regional forum
women's regional forum on globalisation and food sovereignty


mobilising womens resistance against negative forces of globalisation

Mobilising Women’s Resistance Against Negative Forces of Globalisation

More than 40 women representing 16 grassroots women’s organisations from 12 Asian countries gathered in Chiang Mai on July 18-20, 2005 at the Regional Women’s Forum on Globalisation and Food Sovereignty to affirm their resistance against WTO and negative impacts of globalisation. The forum was able to consolidate various experiences of women on globalisation and its impact on food sovereignty of the people. In summary, globalisation and its forces like the WTO have made grassroots women and their communities poorer than ever. Food as a basic right has become increasingly inaccessible. Land rights and peoples’ control of their natural resources, which are the key to ensuring food for peasant and indigenous communities, are violated by state policies and laws which were consciously adjusted to accommodate policies of WTO and the entire globalisation process.

As a result of this, more and more women and their families are getting impoverished. The big irony is that they, as food producers, cannot even produce sufficient food for their families,which they used to do when they were engaging in subsistence agriculture. Peasant and indigenous women were forced to believe that Green Revolution and Agricultural Modernisation were their saviours against rural poverty and would enhance their food production. The reality is that the result is exactly the opposite. These programs were part of a process to make farming communities dependent on agro-chemical transnational corporations which took over agricultural production. Now, peasant and indigenous women have to buy seeds to plant, buy all the inputs that go with the survival of those seeds, and have to face consequences this exploitative agricultural system: indebtedness, low wages, high interest of loans, low prices for their products, etc.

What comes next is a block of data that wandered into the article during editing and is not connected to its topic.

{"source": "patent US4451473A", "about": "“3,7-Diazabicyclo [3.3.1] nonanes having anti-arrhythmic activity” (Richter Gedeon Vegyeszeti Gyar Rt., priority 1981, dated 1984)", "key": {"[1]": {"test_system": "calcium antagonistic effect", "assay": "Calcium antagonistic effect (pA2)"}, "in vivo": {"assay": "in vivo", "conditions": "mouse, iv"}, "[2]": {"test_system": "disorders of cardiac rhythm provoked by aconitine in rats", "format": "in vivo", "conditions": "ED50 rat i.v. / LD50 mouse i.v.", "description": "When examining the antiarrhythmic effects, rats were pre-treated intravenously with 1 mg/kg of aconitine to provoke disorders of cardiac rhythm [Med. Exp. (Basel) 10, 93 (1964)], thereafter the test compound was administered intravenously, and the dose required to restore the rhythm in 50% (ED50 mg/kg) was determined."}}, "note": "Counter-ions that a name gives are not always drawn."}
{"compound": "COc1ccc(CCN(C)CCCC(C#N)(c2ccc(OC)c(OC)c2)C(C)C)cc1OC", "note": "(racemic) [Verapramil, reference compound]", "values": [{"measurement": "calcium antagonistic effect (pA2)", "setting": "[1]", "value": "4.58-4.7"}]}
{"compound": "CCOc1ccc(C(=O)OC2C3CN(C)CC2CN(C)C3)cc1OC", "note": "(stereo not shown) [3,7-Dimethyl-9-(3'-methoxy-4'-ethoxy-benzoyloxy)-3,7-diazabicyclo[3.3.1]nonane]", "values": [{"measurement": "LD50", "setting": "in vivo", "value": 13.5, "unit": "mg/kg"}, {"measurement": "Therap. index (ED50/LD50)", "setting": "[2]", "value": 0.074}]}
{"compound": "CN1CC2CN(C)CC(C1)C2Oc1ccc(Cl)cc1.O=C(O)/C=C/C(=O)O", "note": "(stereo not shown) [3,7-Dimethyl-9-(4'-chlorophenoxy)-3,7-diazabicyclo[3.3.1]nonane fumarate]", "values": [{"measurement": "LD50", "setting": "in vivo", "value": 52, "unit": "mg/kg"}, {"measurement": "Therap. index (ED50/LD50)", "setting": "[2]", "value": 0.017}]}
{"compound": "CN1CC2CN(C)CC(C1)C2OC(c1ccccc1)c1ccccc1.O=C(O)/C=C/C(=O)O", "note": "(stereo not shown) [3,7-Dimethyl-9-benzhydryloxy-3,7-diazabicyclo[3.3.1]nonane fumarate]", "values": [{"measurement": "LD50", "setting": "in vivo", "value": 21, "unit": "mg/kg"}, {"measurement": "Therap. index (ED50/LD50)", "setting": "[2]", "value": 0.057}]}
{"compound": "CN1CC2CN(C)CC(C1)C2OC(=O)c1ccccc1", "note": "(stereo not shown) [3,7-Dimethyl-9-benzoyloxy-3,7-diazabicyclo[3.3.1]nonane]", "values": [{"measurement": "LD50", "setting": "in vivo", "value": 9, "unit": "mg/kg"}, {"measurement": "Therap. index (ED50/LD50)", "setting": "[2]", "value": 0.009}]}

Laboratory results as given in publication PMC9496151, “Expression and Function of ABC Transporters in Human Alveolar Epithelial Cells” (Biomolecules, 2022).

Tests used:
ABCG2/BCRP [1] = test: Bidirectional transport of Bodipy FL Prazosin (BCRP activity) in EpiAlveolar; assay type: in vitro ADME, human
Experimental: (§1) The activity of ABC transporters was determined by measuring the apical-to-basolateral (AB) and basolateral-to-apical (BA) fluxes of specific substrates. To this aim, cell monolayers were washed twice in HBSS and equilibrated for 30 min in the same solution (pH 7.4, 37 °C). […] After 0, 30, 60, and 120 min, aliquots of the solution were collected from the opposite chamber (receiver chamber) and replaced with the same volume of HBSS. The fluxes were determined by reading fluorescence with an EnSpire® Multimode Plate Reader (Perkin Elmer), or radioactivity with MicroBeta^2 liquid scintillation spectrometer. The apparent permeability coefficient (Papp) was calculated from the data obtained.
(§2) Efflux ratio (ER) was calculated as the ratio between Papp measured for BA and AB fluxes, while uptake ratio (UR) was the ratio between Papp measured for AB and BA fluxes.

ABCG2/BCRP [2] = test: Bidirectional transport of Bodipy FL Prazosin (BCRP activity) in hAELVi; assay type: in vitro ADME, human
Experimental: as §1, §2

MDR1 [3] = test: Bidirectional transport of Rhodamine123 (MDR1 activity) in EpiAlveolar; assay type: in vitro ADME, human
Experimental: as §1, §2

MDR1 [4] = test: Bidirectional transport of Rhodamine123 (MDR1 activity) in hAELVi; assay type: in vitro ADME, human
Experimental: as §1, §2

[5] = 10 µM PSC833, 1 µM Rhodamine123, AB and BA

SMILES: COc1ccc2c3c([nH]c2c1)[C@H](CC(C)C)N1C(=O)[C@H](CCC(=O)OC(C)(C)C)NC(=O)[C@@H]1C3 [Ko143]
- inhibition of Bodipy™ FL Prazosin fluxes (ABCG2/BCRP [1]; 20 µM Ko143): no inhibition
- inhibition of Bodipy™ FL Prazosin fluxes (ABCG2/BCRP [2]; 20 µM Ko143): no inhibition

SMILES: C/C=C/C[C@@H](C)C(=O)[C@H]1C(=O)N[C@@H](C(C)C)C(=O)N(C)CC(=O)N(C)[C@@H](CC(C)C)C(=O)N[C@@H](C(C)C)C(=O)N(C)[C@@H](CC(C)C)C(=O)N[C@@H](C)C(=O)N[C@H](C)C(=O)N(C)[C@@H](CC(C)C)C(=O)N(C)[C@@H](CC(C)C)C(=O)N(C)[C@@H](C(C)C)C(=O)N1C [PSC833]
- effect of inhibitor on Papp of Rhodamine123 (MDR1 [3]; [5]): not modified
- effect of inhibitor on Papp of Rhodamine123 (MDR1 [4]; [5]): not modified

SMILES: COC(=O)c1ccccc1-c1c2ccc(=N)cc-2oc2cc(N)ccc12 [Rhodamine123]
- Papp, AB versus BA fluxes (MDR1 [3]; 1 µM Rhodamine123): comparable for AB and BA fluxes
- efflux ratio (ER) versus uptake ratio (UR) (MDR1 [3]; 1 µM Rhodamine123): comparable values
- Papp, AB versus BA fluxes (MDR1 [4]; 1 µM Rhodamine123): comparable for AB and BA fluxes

From productive peasants and food producers, peasant and indigenous women have been reduced to being tenants, farm workers and migrant workers when their lands were grabbed by the state, local landlords or corporations. Productive lands have been seriously poisoned and polluted by hazardous inorganic fertilisers, pesticides, herbicides and other agro-chemical poisons. Inevitably, exposed to poisonous chemicals the health of women agricultural producers is endangered.